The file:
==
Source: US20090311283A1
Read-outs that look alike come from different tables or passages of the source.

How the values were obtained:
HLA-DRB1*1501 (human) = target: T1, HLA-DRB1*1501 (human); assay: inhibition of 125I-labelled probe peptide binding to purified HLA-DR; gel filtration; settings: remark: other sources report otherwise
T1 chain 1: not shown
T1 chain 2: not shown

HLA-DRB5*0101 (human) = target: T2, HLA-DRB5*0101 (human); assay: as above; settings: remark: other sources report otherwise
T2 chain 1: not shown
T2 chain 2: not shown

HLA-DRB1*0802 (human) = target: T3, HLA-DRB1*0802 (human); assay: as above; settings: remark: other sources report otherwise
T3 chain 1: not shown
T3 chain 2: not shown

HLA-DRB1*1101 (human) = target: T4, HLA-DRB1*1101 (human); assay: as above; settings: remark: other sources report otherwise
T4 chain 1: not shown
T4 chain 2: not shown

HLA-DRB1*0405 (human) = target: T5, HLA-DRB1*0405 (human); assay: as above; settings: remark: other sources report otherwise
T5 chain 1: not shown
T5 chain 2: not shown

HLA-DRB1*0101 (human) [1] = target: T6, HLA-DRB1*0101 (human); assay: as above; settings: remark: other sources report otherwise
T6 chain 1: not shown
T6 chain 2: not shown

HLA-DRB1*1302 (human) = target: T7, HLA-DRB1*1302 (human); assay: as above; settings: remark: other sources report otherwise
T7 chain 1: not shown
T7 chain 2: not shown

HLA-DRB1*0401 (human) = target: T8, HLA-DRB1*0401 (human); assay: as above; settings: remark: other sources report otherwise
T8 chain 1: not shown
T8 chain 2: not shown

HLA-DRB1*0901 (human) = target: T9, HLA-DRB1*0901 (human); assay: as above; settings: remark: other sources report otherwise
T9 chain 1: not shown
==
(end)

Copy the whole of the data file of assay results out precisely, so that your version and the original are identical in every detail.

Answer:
Source: US20090311283A1
Read-outs that look alike come from different tables or passages of the source.

How the values were obtained:
HLA-DRB1*1501 (human) = target: T1, HLA-DRB1*1501 (human); assay: inhibition of 125I-labelled probe peptide binding to purified HLA-DR; gel filtration; settings: remark: other sources report otherwise
T1 chain 1: not shown
T1 chain 2: not shown

HLA-DRB5*0101 (human) = target: T2, HLA-DRB5*0101 (human); assay: as above; settings: remark: other sources report otherwise
T2 chain 1: not shown
T2 chain 2: not shown

HLA-DRB1*0802 (human) = target: T3, HLA-DRB1*0802 (human); assay: as above; settings: remark: other sources report otherwise
T3 chain 1: not shown
T3 chain 2: not shown

HLA-DRB1*1101 (human) = target: T4, HLA-DRB1*1101 (human); assay: as above; settings: remark: other sources report otherwise
T4 chain 1: not shown
T4 chain 2: not shown

HLA-DRB1*0405 (human) = target: T5, HLA-DRB1*0405 (human); assay: as above; settings: remark: other sources report otherwise
T5 chain 1: not shown
T5 chain 2: not shown

HLA-DRB1*0101 (human) [1] = target: T6, HLA-DRB1*0101 (human); assay: as above; settings: remark: other sources report otherwise
T6 chain 1: not shown
T6 chain 2: not shown

HLA-DRB1*1302 (human) = target: T7, HLA-DRB1*1302 (human); assay: as above; settings: remark: other sources report otherwise
T7 chain 1: not shown
T7 chain 2: not shown

HLA-DRB1*0401 (human) = target: T8, HLA-DRB1*0401 (human); assay: as above; settings: remark: other sources report otherwise
T8 chain 1: not shown
T8 chain 2: not shown

HLA-DRB1*0901 (human) = target: T9, HLA-DRB1*0901 (human); assay: as above; settings: remark: other sources report otherwise
T9 chain 1: not shown